The film stars Channing Tatum as a relatively green police officer named Jonathan White. White committed a murder in self defense as a young man, and the officer investigating it (played by Pacino) disposed of evidence because he was worried about the stigma that would be attached to White. In the present day, that secret threatens to come to the surface, and White has no clue who he can trust.

It could work, thought it would need some special performances and a good twist or two to keep things from getting too hokey. The Son of No One does not have those things. As a result, it becomes a boring, forgettable slog that practically crawls to a finish. 

BEST: The Godfather: Part 1 and Part 2

We're lumping the first two Godfather films together, even though Part 2 is usually considered the superior film. Regardless of how you rank them, there's little doubt that they're both masterpieces, and that Pacino's performance as Michael Corleone is one of the best of his career.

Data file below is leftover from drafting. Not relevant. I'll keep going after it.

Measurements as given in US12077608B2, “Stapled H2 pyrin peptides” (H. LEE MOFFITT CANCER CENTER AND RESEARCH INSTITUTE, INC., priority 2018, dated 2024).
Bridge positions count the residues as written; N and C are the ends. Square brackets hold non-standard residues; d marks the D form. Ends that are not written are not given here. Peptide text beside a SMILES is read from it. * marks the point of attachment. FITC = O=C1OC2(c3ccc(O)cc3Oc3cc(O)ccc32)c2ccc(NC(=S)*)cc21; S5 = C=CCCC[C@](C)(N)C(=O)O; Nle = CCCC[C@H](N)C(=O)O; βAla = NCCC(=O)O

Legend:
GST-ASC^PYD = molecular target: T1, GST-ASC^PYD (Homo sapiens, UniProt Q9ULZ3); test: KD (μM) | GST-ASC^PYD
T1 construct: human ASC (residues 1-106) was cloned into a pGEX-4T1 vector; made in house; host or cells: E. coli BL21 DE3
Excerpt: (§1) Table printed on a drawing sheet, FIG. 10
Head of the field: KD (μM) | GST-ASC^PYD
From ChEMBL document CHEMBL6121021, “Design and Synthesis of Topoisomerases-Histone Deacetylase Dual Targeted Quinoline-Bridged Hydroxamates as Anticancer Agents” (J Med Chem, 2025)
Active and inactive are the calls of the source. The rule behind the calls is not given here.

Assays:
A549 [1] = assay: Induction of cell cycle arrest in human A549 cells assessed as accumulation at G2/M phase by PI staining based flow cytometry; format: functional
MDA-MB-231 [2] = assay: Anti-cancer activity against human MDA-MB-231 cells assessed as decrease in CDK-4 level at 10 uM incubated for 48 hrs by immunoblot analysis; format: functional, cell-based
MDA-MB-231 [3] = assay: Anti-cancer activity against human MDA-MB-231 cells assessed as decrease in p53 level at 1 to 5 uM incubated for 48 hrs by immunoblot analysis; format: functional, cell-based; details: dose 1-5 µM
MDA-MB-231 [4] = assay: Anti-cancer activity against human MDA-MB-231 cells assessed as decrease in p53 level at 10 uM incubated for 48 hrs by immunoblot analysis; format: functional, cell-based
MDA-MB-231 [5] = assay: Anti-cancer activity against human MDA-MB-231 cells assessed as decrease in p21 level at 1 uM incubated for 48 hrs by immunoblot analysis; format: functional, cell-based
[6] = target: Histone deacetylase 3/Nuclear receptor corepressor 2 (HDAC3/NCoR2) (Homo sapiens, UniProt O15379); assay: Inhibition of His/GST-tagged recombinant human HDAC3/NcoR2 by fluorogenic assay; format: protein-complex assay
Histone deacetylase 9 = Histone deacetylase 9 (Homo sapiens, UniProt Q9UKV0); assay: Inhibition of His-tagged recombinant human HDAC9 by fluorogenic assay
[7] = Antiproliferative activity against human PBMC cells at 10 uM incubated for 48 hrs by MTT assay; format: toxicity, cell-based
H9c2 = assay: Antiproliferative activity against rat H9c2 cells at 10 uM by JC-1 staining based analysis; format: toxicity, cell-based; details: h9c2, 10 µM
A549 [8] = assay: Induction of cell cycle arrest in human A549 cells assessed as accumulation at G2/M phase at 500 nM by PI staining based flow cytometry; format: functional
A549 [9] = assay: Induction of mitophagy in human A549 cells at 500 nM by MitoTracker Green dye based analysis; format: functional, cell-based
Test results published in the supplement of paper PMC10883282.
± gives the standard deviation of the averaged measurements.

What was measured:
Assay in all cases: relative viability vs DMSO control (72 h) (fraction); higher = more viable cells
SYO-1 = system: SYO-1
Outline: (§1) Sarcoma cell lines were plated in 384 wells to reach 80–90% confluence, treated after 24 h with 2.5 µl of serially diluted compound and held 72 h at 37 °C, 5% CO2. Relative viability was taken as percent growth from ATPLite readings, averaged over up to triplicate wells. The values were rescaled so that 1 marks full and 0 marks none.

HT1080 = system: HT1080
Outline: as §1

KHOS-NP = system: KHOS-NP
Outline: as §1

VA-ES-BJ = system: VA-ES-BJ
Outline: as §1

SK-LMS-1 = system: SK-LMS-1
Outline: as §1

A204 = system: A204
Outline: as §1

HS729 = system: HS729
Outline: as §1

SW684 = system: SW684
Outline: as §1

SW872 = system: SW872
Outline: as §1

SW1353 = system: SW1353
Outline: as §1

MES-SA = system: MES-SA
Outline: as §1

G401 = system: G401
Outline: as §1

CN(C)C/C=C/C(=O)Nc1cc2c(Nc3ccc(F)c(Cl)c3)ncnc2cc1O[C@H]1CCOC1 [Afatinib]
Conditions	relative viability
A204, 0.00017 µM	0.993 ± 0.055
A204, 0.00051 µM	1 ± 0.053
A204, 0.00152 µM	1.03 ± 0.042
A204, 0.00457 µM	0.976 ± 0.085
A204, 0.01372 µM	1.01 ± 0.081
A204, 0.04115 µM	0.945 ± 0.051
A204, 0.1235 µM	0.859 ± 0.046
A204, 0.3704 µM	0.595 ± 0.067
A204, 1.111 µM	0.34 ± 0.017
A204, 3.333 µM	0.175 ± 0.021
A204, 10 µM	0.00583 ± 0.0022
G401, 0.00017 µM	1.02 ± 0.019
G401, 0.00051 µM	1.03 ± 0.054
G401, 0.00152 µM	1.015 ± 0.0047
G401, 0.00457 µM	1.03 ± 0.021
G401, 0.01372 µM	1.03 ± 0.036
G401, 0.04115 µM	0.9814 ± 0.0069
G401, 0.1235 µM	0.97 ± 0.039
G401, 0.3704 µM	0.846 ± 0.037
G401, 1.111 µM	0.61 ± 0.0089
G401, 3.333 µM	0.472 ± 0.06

Michael, the conflicted son of Vito, the Corleone patriarch, is a role that requires a nuanced approach. So much of the punch of The Godfather lies in the allure of absolute power, and how it can affect decent people. Michael actually tries to avoid getting into the "family business" altogether, but is pulled into it when his family is in danger. Pacino plays him with knife's-edge accuracy: Even today, his skill is jaw-dropping. Pacino stars in the third film as well -– he's still strong, but as everyone knows, it's not as good as the first two. But really, who cares? This is a lavish display of talent at its absolute peak. If you somehow haven't seen it, make watching The Godfather movies an immediate priority.